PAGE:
Now let's check out the Souper Sundays kitchen where some terrific soups and good friends await. 

Brittany of Brittany Cooks is back with a Creamy White Turkey Chili that she declares, "will definitely warm you up, and is incredibly satisfying." Brittany says, "Comfort food like this warms my body and soul, and will likely be what gets me through this winter. So far, the cold has already been pretty brutal, and I don't think it's going anywhere any time soon (I hear there will be another polar vortex? Say wha?). Stay warm friends, and enjoy this hearty chili!"

Janet of The Taste Space shares this warming Kabocha Squash, Coconut & Lentil Soup and says, "Soups like this also make my tummy sing. It is filled with all great things: red lentils as a solid base, kabocha squash and coconut milk for a creamy backdrop, spiced with ginger and chile flakes, tempered by tamarind and lime juice with a lemongrass twist. The flavours meld perfectly and this is a soup that will definitely warm you up during a cold front."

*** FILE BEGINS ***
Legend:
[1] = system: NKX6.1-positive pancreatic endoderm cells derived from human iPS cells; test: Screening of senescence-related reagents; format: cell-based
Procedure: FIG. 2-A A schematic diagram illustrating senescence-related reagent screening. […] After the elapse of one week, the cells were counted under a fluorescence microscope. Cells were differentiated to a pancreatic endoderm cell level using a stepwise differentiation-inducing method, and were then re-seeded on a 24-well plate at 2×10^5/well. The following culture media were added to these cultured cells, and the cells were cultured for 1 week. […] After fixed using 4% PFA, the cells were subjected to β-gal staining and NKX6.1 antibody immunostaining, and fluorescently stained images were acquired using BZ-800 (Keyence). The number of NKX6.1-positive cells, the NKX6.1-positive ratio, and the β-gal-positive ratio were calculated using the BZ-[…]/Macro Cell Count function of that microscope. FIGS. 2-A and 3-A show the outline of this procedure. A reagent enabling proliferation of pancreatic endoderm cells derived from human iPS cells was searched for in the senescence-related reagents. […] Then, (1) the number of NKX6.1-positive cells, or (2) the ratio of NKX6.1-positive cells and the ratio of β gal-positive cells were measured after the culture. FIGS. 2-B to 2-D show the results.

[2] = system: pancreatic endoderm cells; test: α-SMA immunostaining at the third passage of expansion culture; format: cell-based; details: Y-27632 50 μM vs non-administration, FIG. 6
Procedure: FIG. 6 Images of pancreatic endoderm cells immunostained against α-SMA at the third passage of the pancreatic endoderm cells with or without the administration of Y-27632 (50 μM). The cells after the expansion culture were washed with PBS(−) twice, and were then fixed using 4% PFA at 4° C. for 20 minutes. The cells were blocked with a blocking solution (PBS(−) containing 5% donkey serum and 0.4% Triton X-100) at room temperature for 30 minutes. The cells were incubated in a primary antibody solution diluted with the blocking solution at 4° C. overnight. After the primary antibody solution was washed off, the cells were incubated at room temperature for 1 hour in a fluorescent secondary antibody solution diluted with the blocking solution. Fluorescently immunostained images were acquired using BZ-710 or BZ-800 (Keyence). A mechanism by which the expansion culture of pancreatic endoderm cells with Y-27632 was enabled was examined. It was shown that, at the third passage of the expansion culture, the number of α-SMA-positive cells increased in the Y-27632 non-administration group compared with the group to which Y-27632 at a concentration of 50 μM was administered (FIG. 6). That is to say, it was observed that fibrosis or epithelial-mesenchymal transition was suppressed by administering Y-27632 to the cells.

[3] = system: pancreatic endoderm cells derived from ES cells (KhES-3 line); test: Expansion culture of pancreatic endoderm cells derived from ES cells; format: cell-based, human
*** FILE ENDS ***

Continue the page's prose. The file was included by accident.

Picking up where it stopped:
Sandra of Meadows Cooks made good use of abundant avocados with this Vegan Avocado and Broccoli Soup and says, "Now that I have 4 soups under my belt (I've been steadily making one a week since my resolution) I am ready to experiment. Mostly because I could not find a recipe that included avocados (at least two of them to make a dent in our ever-going-bad collection) and broccoli (another overwhelming Costco purchase of more broccoli than any human can eat in a reasonable amount of time) that I liked. So I made my own up. It came out pretty yummy. The lemon makes the dish!"